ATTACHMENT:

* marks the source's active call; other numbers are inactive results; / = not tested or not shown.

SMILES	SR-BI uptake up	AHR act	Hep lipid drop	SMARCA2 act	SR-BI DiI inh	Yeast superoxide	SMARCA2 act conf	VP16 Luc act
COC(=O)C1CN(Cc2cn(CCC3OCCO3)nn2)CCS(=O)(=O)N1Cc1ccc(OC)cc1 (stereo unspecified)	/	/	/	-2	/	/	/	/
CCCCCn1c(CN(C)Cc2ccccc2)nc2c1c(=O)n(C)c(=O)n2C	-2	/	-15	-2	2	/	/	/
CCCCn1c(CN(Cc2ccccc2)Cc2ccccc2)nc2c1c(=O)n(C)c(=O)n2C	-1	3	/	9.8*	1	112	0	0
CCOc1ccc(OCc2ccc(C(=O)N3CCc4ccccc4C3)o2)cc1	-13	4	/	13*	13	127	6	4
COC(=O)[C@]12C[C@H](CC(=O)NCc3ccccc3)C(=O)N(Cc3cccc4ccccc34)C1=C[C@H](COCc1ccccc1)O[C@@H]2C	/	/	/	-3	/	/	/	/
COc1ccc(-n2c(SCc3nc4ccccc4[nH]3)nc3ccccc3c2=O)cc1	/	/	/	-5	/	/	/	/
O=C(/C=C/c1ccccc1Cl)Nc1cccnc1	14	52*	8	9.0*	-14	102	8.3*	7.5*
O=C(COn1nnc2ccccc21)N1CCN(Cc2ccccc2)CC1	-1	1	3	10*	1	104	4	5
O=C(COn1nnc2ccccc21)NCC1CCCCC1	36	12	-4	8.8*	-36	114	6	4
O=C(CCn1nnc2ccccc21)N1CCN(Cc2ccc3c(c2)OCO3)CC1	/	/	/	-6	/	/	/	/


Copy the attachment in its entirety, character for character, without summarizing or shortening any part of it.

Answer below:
* marks the source's active call; other numbers are inactive results; / = not tested or not shown.

SMILES	SR-BI uptake up	AHR act	Hep lipid drop	SMARCA2 act	SR-BI DiI inh	Yeast superoxide	SMARCA2 act conf	VP16 Luc act
COC(=O)C1CN(Cc2cn(CCC3OCCO3)nn2)CCS(=O)(=O)N1Cc1ccc(OC)cc1 (stereo unspecified)	/	/	/	-2	/	/	/	/
CCCCCn1c(CN(C)Cc2ccccc2)nc2c1c(=O)n(C)c(=O)n2C	-2	/	-15	-2	2	/	/	/
CCCCn1c(CN(Cc2ccccc2)Cc2ccccc2)nc2c1c(=O)n(C)c(=O)n2C	-1	3	/	9.8*	1	112	0	0
CCOc1ccc(OCc2ccc(C(=O)N3CCc4ccccc4C3)o2)cc1	-13	4	/	13*	13	127	6	4
COC(=O)[C@]12C[C@H](CC(=O)NCc3ccccc3)C(=O)N(Cc3cccc4ccccc34)C1=C[C@H](COCc1ccccc1)O[C@@H]2C	/	/	/	-3	/	/	/	/
COc1ccc(-n2c(SCc3nc4ccccc4[nH]3)nc3ccccc3c2=O)cc1	/	/	/	-5	/	/	/	/
O=C(/C=C/c1ccccc1Cl)Nc1cccnc1	14	52*	8	9.0*	-14	102	8.3*	7.5*
O=C(COn1nnc2ccccc21)N1CCN(Cc2ccccc2)CC1	-1	1	3	10*	1	104	4	5
O=C(COn1nnc2ccccc21)NCC1CCCCC1	36	12	-4	8.8*	-36	114	6	4
O=C(CCn1nnc2ccccc21)N1CCN(Cc2ccc3c(c2)OCO3)CC1	/	/	/	-6	/	/	/	/